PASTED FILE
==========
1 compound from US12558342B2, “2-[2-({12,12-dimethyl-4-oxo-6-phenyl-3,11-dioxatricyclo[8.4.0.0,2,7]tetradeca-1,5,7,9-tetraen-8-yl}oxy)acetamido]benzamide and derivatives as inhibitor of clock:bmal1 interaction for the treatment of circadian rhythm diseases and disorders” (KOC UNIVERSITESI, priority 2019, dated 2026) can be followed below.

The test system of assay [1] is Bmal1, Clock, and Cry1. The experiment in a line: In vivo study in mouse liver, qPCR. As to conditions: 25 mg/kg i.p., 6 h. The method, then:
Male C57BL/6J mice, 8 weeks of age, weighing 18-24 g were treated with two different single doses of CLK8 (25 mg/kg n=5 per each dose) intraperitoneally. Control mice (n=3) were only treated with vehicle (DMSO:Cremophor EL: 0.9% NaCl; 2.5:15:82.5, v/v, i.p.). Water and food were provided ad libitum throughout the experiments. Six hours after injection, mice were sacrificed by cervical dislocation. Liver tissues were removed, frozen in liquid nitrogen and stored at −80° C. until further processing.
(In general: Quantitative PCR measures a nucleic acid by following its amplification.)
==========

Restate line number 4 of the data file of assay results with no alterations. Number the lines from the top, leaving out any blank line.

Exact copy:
(In general: Quantitative PCR measures a nucleic acid by following its amplification.)